A club on our platform shared a good nugget with me recently. College coaches have expressed that they love hearing from this club’s players in particular because they know how seriously the club takes the difficult conversations. One player of the club has four offers as a result of working with the right schools from day one. Far too many players and parents avoid this hard conversation, thinking they are somehow going to will their son or daughter into School X. Remember, college coaches are professional evaluators.

With this in mind, I suggest you to do the following:

  • Work hard in the classroom – No amount of athletic ability can fix bad grades.
  • Built a target list of schools (20 to 30 schools) – When building this list, take into account what you are looking for in a well-rounded college experience. Building your list could not be easier.
  • Have the hard conversation with your high school and/or club coach about your list. You are wasting your time and the college coach’s time if you should be playing DIII, but are going after a school that just won the national championship. Have this tough conversation ASAP.




Send Messages to Your Target Schools

The #1 way for a college coach to “discover” you is for you to simply ask them to have a look at your profile and video. Sending messages on the platform could not be easier. Take your game right to the coach and allow that coach to evaluate you on their computer, phone, tablet, etc.
Treat your college recruiting process like an extra class. Whatever amount of time you spend on homework for your algebra class, spend the same amount on your college search and recruiting process each week. You may not want to hear this, but you are going to spend a lot more time on your recruiting process off the field / court than you will on it. Plan accordingly.

Whenever I am on a sideline and hear a parent complain about early recruiting, I always ask that parent what they are doing to achieve the outcome they desire. Specifically, how many schools has your son or daughter contacted expressing interest in being a student-athlete at that institution? Have you provided each school with access to video and academic information? I receive a blank stare, which is when I know the family has done nothing to date and is looking on an excuse to lean on.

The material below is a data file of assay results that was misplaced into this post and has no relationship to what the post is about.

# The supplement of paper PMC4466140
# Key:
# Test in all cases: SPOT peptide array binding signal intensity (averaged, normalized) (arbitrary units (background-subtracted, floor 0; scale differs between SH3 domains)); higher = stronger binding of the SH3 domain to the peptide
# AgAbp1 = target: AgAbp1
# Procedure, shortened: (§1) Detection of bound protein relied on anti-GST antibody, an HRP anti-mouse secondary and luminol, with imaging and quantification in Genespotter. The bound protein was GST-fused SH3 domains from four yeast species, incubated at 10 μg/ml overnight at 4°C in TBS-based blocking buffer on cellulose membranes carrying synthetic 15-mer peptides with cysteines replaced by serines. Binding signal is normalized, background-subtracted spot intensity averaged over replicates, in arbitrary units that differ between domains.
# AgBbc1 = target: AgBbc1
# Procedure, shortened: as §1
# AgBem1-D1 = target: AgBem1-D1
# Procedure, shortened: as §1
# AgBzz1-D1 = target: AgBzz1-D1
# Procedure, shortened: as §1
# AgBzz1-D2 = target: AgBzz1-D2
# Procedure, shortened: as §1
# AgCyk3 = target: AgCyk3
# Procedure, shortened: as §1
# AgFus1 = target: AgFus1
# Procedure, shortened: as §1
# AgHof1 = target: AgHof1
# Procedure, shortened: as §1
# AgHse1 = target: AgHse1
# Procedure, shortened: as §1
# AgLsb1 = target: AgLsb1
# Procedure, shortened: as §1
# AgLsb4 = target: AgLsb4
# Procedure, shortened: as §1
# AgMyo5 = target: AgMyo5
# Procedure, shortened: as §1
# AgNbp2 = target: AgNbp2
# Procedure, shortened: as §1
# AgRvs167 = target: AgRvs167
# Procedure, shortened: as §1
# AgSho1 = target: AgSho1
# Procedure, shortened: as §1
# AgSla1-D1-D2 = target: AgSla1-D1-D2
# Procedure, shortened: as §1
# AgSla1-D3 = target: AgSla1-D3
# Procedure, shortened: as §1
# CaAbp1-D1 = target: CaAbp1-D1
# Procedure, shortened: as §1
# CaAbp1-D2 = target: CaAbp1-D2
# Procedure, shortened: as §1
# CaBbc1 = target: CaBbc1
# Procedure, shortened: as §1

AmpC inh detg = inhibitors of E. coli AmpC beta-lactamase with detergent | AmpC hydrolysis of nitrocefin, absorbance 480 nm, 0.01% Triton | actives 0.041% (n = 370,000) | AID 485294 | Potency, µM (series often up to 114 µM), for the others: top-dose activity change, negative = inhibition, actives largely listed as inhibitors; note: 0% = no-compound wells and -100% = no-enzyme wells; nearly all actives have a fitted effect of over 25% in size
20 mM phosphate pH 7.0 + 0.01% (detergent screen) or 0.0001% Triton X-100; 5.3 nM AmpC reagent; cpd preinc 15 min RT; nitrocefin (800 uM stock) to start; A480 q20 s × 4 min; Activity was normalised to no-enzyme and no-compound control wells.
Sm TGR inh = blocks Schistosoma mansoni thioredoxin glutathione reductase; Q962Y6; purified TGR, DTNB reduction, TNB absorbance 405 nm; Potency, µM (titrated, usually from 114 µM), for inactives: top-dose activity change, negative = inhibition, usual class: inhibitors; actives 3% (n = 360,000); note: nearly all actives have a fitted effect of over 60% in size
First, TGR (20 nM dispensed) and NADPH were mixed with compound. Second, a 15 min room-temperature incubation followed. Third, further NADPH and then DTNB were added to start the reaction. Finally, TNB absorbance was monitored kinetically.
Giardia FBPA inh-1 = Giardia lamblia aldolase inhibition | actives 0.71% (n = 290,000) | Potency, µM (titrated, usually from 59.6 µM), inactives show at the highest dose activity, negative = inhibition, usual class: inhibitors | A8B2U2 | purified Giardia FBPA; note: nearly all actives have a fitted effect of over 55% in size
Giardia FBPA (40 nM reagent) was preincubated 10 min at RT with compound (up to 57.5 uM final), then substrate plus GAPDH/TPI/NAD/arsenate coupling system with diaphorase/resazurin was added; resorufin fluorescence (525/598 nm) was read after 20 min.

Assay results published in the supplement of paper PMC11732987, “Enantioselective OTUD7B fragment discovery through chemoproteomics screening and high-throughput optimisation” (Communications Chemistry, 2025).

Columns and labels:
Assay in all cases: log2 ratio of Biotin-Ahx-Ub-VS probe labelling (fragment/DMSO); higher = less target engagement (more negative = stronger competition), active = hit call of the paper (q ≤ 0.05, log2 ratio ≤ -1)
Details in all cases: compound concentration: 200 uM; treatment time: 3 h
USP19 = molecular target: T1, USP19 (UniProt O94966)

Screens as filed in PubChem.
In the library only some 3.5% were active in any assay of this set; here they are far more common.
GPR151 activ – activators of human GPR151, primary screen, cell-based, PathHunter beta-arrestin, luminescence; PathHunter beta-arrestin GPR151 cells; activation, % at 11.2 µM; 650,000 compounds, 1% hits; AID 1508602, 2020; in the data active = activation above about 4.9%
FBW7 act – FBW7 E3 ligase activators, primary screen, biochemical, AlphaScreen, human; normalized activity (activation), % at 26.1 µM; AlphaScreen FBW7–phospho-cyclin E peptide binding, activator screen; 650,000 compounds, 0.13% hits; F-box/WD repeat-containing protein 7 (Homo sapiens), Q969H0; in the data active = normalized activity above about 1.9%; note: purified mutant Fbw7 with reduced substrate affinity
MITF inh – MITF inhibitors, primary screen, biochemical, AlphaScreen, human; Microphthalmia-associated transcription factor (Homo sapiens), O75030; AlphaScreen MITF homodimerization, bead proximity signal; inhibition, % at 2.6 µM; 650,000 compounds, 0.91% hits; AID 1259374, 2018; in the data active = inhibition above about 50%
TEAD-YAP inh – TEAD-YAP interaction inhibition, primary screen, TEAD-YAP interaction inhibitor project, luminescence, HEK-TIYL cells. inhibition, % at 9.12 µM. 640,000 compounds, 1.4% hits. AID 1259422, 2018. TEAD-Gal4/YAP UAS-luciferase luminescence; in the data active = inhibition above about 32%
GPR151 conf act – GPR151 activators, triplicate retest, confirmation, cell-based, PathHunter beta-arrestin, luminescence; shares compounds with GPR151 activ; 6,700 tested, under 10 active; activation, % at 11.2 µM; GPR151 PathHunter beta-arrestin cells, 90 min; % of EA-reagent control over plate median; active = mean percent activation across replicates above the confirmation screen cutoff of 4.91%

College coaches have rules they have to follow (and these rules just changed in lacrosse), but aside from not accepting money or benefits, players have 0 restriction on the effort they put into the process. Nobody and nothing is keeping a player from building a realistic list of schools and providing those schools with video and academic information. Do not fall into the trap of worrying about what the rules are for college coaches.



Just today, I was on a call with a lacrosse club on our platform. I decided to try my magic trick. Looking at their analytics, I spotted a player who has sent over 1,000 messages throughout her recruiting process. I told the club director that not only will this player achieve the outcome she deserves, but I would like to have her as an employee someday due to the effort she has put into going after a dream. As it turns out, she is committed to Columbia University. The magic trick worked again.